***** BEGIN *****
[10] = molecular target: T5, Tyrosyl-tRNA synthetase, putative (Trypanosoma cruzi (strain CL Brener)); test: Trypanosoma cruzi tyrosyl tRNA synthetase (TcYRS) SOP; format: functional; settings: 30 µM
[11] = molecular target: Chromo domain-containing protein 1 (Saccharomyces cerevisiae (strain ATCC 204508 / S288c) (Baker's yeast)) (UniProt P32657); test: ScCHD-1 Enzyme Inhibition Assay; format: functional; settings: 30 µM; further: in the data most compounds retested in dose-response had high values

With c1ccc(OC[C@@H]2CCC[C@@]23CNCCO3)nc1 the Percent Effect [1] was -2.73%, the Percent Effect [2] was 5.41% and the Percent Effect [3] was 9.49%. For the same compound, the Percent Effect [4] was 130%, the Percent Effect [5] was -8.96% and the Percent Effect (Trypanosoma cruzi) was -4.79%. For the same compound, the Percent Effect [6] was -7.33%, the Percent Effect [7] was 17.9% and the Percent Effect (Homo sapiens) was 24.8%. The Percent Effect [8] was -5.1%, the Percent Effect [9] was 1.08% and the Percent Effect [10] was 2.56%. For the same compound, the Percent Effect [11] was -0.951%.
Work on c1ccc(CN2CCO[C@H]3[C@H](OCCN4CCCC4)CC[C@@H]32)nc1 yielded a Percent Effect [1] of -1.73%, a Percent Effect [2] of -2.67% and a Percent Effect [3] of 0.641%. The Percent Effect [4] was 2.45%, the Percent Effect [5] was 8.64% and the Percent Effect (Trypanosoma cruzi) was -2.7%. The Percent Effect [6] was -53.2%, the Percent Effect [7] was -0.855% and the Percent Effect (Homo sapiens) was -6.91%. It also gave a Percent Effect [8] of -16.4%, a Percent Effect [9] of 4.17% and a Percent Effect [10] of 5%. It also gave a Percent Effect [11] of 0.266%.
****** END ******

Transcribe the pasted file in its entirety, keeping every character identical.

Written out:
[10] = molecular target: T5, Tyrosyl-tRNA synthetase, putative (Trypanosoma cruzi (strain CL Brener)); test: Trypanosoma cruzi tyrosyl tRNA synthetase (TcYRS) SOP; format: functional; settings: 30 µM
[11] = molecular target: Chromo domain-containing protein 1 (Saccharomyces cerevisiae (strain ATCC 204508 / S288c) (Baker's yeast)) (UniProt P32657); test: ScCHD-1 Enzyme Inhibition Assay; format: functional; settings: 30 µM; further: in the data most compounds retested in dose-response had high values

With c1ccc(OC[C@@H]2CCC[C@@]23CNCCO3)nc1 the Percent Effect [1] was -2.73%, the Percent Effect [2] was 5.41% and the Percent Effect [3] was 9.49%. For the same compound, the Percent Effect [4] was 130%, the Percent Effect [5] was -8.96% and the Percent Effect (Trypanosoma cruzi) was -4.79%. For the same compound, the Percent Effect [6] was -7.33%, the Percent Effect [7] was 17.9% and the Percent Effect (Homo sapiens) was 24.8%. The Percent Effect [8] was -5.1%, the Percent Effect [9] was 1.08% and the Percent Effect [10] was 2.56%. For the same compound, the Percent Effect [11] was -0.951%.
Work on c1ccc(CN2CCO[C@H]3[C@H](OCCN4CCCC4)CC[C@@H]32)nc1 yielded a Percent Effect [1] of -1.73%, a Percent Effect [2] of -2.67% and a Percent Effect [3] of 0.641%. The Percent Effect [4] was 2.45%, the Percent Effect [5] was 8.64% and the Percent Effect (Trypanosoma cruzi) was -2.7%. The Percent Effect [6] was -53.2%, the Percent Effect [7] was -0.855% and the Percent Effect (Homo sapiens) was -6.91%. It also gave a Percent Effect [8] of -16.4%, a Percent Effect [9] of 4.17% and a Percent Effect [10] of 5%. It also gave a Percent Effect [11] of 0.266%.